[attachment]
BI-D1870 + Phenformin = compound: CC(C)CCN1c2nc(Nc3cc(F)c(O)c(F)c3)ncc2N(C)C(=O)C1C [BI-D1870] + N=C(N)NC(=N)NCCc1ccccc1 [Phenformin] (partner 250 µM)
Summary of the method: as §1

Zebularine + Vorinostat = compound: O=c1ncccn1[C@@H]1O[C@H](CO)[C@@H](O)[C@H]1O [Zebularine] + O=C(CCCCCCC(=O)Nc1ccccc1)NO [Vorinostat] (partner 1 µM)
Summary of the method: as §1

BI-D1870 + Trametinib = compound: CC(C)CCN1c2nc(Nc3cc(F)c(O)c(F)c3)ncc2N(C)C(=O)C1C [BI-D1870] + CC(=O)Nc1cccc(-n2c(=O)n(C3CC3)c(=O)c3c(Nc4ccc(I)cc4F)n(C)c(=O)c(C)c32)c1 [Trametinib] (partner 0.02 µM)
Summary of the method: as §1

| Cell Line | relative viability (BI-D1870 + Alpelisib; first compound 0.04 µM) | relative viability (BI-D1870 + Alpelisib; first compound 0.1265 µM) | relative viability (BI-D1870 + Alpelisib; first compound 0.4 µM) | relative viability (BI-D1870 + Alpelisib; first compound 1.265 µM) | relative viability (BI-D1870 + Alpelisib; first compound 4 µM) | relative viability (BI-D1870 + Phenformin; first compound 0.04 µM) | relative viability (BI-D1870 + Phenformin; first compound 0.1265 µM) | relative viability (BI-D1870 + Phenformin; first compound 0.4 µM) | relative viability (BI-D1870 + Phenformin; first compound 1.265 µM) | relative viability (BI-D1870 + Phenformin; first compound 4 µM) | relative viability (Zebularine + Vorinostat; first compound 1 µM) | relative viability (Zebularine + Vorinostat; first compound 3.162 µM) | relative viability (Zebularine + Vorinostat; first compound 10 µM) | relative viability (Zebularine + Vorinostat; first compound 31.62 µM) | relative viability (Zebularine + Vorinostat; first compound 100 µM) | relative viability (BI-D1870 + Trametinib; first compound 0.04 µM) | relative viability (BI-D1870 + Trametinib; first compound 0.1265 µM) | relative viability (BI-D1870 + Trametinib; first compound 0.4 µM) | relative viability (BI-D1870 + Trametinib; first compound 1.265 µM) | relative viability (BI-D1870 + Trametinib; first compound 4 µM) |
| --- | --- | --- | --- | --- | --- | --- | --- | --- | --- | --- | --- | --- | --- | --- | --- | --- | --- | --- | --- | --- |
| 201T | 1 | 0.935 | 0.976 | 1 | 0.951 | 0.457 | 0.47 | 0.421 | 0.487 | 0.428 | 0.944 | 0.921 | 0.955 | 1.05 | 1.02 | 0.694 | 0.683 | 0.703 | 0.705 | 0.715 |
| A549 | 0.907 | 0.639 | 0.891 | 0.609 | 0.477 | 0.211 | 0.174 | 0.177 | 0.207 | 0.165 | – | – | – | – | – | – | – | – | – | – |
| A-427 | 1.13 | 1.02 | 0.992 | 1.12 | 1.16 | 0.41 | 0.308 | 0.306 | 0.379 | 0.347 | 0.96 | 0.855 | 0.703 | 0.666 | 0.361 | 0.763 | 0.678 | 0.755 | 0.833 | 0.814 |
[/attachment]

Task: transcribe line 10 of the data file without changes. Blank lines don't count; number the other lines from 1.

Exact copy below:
| A549 | 0.907 | 0.639 | 0.891 | 0.609 | 0.477 | 0.211 | 0.174 | 0.177 | 0.207 | 0.165 | – | – | – | – | – | – | – | – | – | – |